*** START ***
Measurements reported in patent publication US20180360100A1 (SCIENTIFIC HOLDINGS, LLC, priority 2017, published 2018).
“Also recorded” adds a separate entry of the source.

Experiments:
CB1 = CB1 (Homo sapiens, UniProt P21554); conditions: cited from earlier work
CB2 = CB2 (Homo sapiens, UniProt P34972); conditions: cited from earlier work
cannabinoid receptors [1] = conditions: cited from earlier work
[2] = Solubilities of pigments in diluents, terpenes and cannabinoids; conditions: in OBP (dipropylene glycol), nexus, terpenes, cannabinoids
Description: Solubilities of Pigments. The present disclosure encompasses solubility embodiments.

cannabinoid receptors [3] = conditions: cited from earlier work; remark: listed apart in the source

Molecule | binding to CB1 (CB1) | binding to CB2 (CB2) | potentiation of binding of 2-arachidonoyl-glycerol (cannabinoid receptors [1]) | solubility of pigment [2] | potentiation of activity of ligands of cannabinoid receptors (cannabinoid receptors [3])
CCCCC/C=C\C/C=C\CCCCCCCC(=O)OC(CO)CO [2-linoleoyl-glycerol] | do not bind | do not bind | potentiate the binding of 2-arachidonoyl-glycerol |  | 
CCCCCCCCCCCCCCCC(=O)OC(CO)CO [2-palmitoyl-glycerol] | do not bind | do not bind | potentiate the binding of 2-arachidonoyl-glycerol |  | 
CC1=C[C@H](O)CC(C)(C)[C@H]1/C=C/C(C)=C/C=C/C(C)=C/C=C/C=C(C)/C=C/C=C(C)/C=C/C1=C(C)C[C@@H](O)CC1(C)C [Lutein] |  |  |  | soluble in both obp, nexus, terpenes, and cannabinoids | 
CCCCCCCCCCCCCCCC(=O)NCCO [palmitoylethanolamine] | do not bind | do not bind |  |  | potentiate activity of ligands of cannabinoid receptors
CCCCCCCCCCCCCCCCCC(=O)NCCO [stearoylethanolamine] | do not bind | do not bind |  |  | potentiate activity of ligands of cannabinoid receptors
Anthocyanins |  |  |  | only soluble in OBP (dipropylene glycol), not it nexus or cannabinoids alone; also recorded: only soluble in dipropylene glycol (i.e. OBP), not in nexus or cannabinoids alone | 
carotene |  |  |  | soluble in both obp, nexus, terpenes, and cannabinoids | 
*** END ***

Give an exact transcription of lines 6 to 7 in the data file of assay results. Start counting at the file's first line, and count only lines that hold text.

cannabinoid receptors [1] = conditions: cited from earlier work
[2] = Solubilities of pigments in diluents, terpenes and cannabinoids; conditions: in OBP (dipropylene glycol), nexus, terpenes, cannabinoids